A private investigator that reviewed Nikki Allan's murder case said Northumbria Police "failed" the family.
Sharon Henderson, Nikki's mother, has long criticised the force's handling of her daughter's murder.
On 7 October 1992, Nikki was lured to the Old Exchange building at night, battered with a brick and stabbed repeatedly, before being dragged and dumped, dead or dying, in the basement.
The family lived near Boyd in flats in the East End of the city called The Garths, which have since been demolished, close to where her body was found.
31 years later, David Boyd has been found guilty of ending Nikki's life.
Speaking to ITV Tyne Tees, Sharon claimed the police investigation was a "ripple effect" with officers looking further afield than the Garths, but she said "I was asking for three doors down".
Until now, no one had been convicted in connection with Nikki's death 31 years ago, making it one of Northumbria Police's most high-profile unsolved cases.
Jen Jarvie, a private investigator who worked with Sharon in recent years and currently lectures in professional policing, said: "The police have a difficult job and particularly with a child murder. However, in this particular case, they failed Sharon, they failed Nikki, monumentally to begin with, but continued to do that for a lot of years."
Referencing Boyd living as a free man for decades, Jen said: "They had an ideal suspect there, but they failed to pinpoint him time and time again."
A brief background on the investigation:
Northumbria Police led the investigation of missing and murdered seven-year-old girl Nikki Allan in 1992. Officers arrested neighbour George Heron and after three days of questioning, under duress, he admitted to killing Nikki, having denied it 120 times before.
Boyd, aged 25 at the time, was never considered as a suspect and gave a witness statement after Mr Heron was been charged, explaining his movements on the night of the murder. After Mr Heron was cleared of Nikki’s murder during his trial at Leeds Crown Court in October 1993, he went into hiding. Police said they were not looking for anyone else in connection with the murder.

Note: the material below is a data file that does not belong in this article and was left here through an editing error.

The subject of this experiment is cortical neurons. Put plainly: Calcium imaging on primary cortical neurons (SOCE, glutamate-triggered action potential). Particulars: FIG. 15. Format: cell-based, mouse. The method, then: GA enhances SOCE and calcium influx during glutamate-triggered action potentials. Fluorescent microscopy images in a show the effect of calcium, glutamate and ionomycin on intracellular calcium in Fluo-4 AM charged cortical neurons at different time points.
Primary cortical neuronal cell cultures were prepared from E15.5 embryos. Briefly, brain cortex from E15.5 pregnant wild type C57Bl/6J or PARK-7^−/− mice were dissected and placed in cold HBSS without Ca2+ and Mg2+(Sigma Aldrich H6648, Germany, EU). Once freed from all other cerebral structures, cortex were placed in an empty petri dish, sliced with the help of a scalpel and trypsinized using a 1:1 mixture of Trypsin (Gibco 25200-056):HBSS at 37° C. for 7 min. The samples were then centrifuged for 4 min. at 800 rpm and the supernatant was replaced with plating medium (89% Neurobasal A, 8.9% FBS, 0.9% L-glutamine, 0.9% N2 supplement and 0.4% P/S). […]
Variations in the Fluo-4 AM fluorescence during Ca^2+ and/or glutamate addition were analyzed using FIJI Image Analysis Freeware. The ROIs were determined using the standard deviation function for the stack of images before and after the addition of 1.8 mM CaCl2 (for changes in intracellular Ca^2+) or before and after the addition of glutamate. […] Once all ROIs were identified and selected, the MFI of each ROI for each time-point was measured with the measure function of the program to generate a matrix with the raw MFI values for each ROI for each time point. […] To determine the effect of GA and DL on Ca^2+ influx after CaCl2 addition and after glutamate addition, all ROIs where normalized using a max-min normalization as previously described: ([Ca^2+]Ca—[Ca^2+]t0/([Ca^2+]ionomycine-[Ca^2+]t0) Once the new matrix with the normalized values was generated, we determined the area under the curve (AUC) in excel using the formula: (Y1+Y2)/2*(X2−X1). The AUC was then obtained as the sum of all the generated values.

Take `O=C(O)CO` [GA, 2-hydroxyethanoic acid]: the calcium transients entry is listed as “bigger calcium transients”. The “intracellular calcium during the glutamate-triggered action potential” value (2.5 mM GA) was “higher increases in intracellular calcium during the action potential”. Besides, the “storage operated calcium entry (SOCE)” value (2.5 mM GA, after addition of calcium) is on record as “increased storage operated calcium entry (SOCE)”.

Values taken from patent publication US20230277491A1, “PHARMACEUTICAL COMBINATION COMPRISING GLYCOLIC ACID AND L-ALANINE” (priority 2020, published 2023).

Boyd was arrested in April 2017, and rearrested in April 2018. He was charged with murder in May 2022.
David Boyd, 55, of Chesterton Court in Norton, Stockton-on-Tees, now faces a life sentence following his conviction of murdering Nikki in October 1992. The jury at Newcastle Crown Court have been hearing evidence for three weeks and took approximately one-hour-and-a-half to come to a unanimous verdict.
Dani Garavelli was a crime reporter working for the Newcastle Journal at the time of Nikki's murder.
Dani reported on the case at the time and stayed in touch with the story over the years. She said Nikki's tragic death has stayed with her and will, forever.
The transcripts from George Heron's interviews were dissected by members of the media, including Dani. She recalls it was "particularly shocking" that it in 1993, it seemed Heron was led by police to give an account of what happened to Nikki, to "match what they needed to hear".
"In other words, [police were] dropping clues and basically manipulating him to describe it in a way that they knew. There were quite clearly things he didn't know, and they led him to it."
Dani believes Boyd would never have been in the dock, if it was not for Nikki's mother Sharon.
Northumbria Police did not take any questions outside of court, but Assistant Chief Constable Brad Howe issued the following statement:
“Today is about justice – for Nikki and her family. We thank them for their patience and strength over the last 30 years and our thoughts very much continue to be with them.
“David Boyd hid his crime, lying about his involvement and prolonging the family’s suffering, knowing all along that he had taken the life of their little girl.
“The investigation into Nikki’s murder has been one of the most complex and comprehensive ever conducted by Northumbria Police. I’m extremely proud of the investigative team and all those who played their part in securing this conviction.
"I further hope this sends a strong message that no matter how long ago an offence took place, we will do everything we can to see justice served.”
Boyd will be sentenced on 23 May 2023.
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